Understanding the estimating process from start to finish
Last month, we discussed the first step in the estimating process — getting to know your business. Now that you’ve assessed your business, know your overhead, and have a deeper relationship with your accountant, you’re ready to take the next step. Sure, you know your business, but the question is, “Do your potential clients know you?”
We know price is a big driver in purchasing decisions; however, when a general contractor, developer, construction manager, or owner is faced with two similar prices — and they know one company over another — who is more likely to get the contract award? You guessed it: the one with the relationship. In addition to knowing potential clients, it also helps to make your expertise known. If you have a long company history in the type of work you’re bidding, don’t be shy — promote this fact.
As in any business, but especially in the construction industry, the power of relationships is significant. Relationships help you find the private jobs as well as jobs general contractors may already have. Contractors who have remained busy despite the economic downturn have put time and effort into building and maintaining relationships with their client base, making it an integral part of their business — not just something they do in their spare time.
Just as many contractors have viewed the task of getting to know their business as daunting, some may feel the same way about establishing, building, and maintaining relationships with clients. The truth is all you need is time. With a surprisingly small amount of effort, you can build profitable relationships, just by making this goal a priority.
The cold-call method is a great idea. Although you might not get to see the person you’re calling on, you can leave your business card, some company information, and even a box of doughnuts for the office staff. Once you get your foot in the door, be prepared to bid a few jobs before you’re awarded one. This is the contractor’s way of getting to know you as he watches how your prices come in. Watch for potential new clients when you’re driving around town, and stop to introduce yourself. Check out construction sites too; it’s all about being in the right place at the right time.
Clients can also get to know you with documentation about your company. A simple folder with slips sheets detailing your staff, capabilities, tools and equipment, and past notable projects is a good start. For the more creative, develop a professional brochure. If you don’t have experience in graphics, contact your local college. There are always students willing to share their craft at a reasonable price to gain experience for their portfolios. A website is another area that can greatly add to your company’s credibility.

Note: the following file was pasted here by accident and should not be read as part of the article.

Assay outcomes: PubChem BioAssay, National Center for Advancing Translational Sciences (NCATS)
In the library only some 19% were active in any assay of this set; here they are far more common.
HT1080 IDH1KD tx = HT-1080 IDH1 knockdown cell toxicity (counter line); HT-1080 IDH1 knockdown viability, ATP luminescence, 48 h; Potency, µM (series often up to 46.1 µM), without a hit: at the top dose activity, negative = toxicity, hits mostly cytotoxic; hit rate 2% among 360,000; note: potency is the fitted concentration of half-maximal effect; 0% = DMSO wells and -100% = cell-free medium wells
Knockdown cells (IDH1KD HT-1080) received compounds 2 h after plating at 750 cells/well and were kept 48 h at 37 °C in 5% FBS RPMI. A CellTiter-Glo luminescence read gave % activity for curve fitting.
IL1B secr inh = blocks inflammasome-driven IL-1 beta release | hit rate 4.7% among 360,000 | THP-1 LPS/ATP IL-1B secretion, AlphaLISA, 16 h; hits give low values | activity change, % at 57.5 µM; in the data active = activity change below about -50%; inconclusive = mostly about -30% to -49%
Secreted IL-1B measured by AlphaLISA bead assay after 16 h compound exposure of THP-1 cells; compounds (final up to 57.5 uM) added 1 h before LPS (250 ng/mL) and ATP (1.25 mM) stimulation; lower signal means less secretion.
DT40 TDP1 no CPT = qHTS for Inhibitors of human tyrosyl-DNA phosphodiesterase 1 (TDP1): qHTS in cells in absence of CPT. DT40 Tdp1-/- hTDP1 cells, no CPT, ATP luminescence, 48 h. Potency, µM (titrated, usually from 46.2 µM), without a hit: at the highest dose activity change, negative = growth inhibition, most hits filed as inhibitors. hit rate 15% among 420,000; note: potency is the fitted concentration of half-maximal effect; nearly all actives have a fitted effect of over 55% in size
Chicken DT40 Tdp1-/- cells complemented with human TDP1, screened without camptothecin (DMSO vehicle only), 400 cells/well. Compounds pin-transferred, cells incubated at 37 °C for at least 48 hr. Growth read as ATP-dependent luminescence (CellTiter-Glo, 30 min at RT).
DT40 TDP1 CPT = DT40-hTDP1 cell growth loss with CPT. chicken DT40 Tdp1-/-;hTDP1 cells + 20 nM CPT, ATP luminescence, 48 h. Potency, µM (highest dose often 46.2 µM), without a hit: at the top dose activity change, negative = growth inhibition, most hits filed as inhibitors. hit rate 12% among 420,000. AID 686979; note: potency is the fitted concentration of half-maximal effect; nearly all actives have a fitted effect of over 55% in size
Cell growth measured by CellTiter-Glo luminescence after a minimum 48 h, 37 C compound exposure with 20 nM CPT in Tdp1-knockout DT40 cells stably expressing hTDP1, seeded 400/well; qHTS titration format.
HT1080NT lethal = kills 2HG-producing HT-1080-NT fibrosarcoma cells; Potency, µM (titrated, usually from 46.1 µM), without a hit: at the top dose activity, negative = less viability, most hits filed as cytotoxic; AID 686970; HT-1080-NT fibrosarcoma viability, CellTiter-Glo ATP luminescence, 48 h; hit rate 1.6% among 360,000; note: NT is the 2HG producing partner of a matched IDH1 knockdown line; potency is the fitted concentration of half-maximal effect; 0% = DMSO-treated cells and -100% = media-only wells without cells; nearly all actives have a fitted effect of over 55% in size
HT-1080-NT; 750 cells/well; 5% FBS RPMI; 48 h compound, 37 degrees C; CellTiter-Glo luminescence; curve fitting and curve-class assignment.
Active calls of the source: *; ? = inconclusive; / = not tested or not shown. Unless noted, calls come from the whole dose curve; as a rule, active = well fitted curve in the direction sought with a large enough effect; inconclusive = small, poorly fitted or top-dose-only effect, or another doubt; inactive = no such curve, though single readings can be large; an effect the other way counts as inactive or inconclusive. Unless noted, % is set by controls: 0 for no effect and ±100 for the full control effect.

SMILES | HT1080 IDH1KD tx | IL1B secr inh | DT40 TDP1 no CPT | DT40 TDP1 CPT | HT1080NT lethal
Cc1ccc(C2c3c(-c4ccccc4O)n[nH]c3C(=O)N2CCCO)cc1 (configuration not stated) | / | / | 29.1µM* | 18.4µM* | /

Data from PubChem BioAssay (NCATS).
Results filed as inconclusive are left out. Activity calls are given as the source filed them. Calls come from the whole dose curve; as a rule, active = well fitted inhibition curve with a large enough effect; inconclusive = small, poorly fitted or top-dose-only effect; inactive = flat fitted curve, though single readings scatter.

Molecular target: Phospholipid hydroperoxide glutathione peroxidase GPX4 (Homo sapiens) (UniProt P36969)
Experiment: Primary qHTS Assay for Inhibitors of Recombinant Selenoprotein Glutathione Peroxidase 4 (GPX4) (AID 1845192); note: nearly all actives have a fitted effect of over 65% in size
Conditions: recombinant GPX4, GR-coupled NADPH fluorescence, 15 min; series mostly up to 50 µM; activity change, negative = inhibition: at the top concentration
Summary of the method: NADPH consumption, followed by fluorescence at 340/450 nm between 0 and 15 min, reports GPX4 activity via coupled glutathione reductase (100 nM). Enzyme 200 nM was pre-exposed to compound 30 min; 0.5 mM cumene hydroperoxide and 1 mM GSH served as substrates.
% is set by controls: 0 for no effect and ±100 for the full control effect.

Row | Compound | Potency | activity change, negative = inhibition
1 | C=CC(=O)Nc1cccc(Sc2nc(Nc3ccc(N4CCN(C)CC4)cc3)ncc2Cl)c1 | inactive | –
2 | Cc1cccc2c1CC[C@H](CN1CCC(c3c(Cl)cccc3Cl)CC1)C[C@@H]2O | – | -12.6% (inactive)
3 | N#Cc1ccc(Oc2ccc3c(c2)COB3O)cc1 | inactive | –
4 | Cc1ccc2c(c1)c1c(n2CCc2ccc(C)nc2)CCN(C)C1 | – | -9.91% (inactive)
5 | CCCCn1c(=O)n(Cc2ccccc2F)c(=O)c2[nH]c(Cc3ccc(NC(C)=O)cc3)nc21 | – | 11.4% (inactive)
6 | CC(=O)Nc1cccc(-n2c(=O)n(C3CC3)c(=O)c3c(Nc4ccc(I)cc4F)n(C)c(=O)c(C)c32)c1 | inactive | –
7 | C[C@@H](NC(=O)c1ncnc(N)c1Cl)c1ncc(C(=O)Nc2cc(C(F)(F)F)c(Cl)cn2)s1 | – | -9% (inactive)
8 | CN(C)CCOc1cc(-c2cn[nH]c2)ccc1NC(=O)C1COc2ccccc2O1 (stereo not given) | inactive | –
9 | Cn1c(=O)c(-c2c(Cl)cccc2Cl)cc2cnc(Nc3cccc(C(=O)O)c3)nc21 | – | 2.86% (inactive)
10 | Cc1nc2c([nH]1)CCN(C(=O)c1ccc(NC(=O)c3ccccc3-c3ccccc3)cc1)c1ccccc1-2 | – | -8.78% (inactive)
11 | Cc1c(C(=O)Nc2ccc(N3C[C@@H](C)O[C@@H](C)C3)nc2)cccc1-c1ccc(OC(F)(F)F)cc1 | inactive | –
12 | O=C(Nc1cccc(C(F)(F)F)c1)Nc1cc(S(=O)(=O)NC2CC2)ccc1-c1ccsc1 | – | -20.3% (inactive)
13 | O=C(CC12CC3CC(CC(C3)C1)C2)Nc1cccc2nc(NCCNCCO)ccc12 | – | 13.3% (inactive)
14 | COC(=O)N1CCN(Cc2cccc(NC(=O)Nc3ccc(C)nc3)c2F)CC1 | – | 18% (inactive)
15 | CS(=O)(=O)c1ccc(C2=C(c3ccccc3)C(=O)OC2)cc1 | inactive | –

Don’t forget good old-fashioned networking either. A great way to meet new clients is through networking groups, such as the Chamber of Commerce, the Rotary Club, the Elks or Eagles, and other social organizations. Chances are you’ll meet someone that needs work done or knows of someone who does. Check out the Associated Builders and Contractors (www.abc.org) and the Associated General Contractors (www.agc.org) organizations. Both represent all specialties within the U.S. construction industry and are comprised primarily of firms that perform work in the industrial and commercial sectors of the industry.
Whether you choose cold calls, social clubs, industry organizations, or a combination approach, these methods will undoubtedly introduce you to potential clients. One word of caution: When you get the chance to bid, don’t expect to get a job right away. That doesn’t mean you should give up. One day your persistence should pay off. In this day and age of non-personal communication (think texting), it’s still important to put your face to your company’s name and be able to explain why someone should do business with you. It’s a lot easier for a client to say “no” to someone they don’t know. Make it your business to get to know them, and do everything in your power to become indispensable.
Next month, we’ll discuss knowing when to bid (or not to bid) a job based on job requirements, such as bonding or pre-approval, and the signals you receive from those who are soliciting a proposal from you. Stay tuned!
Candels is president of Candels Consulting, an electrical estimating consulting firm in Niantic, Conn. She can be reached at firstname.lastname@example.org.